That’s the Ticket! Live From New York, it’s TV Talks Shows of the Nineties
I sat in the audience of Saturday Night Live and many other popular shows of the nineties to report this story.
By Laurie Sue Brockway
April 19, 1992
It’s 5:30 on a weekday afternoon and I’m sitting snugly in the NBC television studio where “Late Night With David Letterman” is taped. The prospect of seeing Letterman in person is exciting and a bit unnerving: After all, I’ve only seen him about a foot high on my bedroom television screen, and here I am, wondering whether he’ll embarrass me publicly.
About five minutes before tape time, Letterman saunters out, wearing white sneakers and his trademark gap-toothed grin, a jacket slung over his shoulder. Stepping into the audience, he schmoozes and tells a few jokes, behaving like a charm school grad.
Then it’s showtime. Lights dim, cameras roll and my heart starts beating faster than Anton’s drum when Paul Shaffer and the band play the theme music that has been my bedtime lullaby for more than a decade. Then I discover things only someone behind the scenes at a TV show can: Dave, live, looks just like he does on the tube, except taller; Shaffer and Biff Henderson, on the other hand, are shorter than I’d thought. The band plays whole songs, not just the snippets you hear on TV as they cut away to a commercial. And, after the show, Dave shoots out of the studio faster than Cinderella at midnight.
In New York City, the hub of TV talk show land, “Late Night With David Letterman” is the hottest ticket in town; it used to take two years to score. Now, lotteries are held every four months, and two tickets are sent to the winners three to four weeks before the show. So if you’re lucky, it may be less than a four-month wait. (If you’re not lucky, you can send in new requests every four months.)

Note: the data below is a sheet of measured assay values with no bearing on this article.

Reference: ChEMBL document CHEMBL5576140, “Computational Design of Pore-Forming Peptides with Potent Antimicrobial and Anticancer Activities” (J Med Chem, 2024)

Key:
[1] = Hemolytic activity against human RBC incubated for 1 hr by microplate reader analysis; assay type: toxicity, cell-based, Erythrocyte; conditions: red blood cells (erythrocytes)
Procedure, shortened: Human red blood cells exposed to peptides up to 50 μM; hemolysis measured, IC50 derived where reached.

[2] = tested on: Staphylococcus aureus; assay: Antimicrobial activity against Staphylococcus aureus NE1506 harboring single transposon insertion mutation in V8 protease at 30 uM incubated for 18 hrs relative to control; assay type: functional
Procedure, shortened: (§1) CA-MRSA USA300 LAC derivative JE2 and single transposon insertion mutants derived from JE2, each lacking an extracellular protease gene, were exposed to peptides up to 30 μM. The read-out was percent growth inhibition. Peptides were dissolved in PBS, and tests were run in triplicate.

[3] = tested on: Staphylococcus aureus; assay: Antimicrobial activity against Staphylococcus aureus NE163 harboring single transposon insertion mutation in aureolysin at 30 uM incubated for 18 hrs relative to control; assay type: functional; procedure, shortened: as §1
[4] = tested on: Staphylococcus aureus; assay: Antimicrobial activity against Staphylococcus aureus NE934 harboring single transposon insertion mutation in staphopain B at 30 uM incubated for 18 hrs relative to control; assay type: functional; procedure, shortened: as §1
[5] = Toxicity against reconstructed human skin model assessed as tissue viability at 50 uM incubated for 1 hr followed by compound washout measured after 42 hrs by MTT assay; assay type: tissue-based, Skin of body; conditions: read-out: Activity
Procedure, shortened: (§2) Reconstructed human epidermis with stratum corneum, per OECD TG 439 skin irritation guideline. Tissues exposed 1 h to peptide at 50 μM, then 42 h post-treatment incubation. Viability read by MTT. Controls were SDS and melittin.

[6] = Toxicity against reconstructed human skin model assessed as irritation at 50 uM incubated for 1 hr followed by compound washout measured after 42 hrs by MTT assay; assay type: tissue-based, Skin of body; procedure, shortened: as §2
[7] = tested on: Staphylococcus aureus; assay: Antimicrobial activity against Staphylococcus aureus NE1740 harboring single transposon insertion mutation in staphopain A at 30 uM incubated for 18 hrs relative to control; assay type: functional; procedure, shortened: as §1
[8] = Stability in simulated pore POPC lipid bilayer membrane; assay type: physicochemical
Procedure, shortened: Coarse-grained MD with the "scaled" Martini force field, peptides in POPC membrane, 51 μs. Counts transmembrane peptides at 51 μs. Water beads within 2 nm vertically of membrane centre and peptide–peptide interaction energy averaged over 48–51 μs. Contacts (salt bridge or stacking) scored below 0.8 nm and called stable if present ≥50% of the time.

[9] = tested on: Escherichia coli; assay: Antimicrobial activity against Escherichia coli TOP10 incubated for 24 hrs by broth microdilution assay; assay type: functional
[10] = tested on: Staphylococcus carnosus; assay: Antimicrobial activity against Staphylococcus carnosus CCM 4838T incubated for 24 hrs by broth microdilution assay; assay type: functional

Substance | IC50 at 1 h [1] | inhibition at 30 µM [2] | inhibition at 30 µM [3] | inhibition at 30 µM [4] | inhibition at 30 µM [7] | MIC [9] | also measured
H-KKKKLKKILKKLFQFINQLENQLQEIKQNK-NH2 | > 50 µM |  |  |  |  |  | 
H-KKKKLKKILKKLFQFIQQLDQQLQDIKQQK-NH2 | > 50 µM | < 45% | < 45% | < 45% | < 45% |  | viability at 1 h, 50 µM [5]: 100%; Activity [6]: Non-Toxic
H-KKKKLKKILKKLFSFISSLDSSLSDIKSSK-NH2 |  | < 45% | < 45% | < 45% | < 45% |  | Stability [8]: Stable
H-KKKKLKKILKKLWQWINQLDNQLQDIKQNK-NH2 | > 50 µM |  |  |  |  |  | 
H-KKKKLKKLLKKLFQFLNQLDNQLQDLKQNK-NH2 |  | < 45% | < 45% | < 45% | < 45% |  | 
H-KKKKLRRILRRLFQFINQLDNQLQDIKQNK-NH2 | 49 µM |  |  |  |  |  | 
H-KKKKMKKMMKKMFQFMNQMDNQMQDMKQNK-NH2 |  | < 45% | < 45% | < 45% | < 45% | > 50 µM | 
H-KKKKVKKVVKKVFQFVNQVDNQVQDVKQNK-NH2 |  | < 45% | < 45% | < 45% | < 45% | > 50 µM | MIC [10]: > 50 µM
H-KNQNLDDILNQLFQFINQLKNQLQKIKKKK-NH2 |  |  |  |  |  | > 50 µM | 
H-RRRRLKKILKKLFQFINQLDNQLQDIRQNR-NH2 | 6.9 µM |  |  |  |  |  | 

Serious fans might want to plan a Big Apple outing around the time that tickets become available. But if you’re already planning a trip to New York, there are many other TV show tapings you can attend on shorter notice. Or if you want to gamble, there’s always the chance a standby ticket will become available.
Most of these shows depend on the audience — to laugh, hoot, make facial expressions and participate in heated question-and-answer sessions — and are delighted to provide tickets. Admission is free, and you don’t have to “know someone” to get in. Many shows are flexible about providing tickets for out-of-towners during a requested time period, but keep in mind that the “hot” shows have tighter ticket policies — and longer waiting lists. Just make sure you request your tickets in advance.
When you write for tickets, specify the dates you’ll be in town. Most ticket coordinators prefer to hear from you on postcards that include your address and phone number, although some request a self-addressed, stamped envelope. Keep in mind that most television shows take sporadic hiatus periods and are subject to schedule changes, and always call to confirm before going to the studio.
To join the lottery for “Letterman” tickets, requests should be made on a postcard — one postcard per show, no letters — addressed to “Late Night With David Letterman,” NBC, 30 Rockefeller Plaza, New York, N.Y. 10112. You must be 16 or older to attend a taping. Standby tickets are given out each tape day, Tuesday through Friday, at 8:15 a.m. at NBC on the mezzanine level, 50th Street side of 30 Rockefeller Plaza. Standbys are limited to one ticket per person and do not guarantee admission.
Among other New York shows that offer free tickets:
”Saturday Night Live” is the ultimate in exhilarating TV experiences. As you sit in NBC’s expansive Studio 8-H at 11:30 p.m. on Saturday, anticipation sizzles and a shot of adrenaline pumps through you as that familiar phrase blasts through the roar of applause: “Live from New York, it’s ‘Saturday Night’!”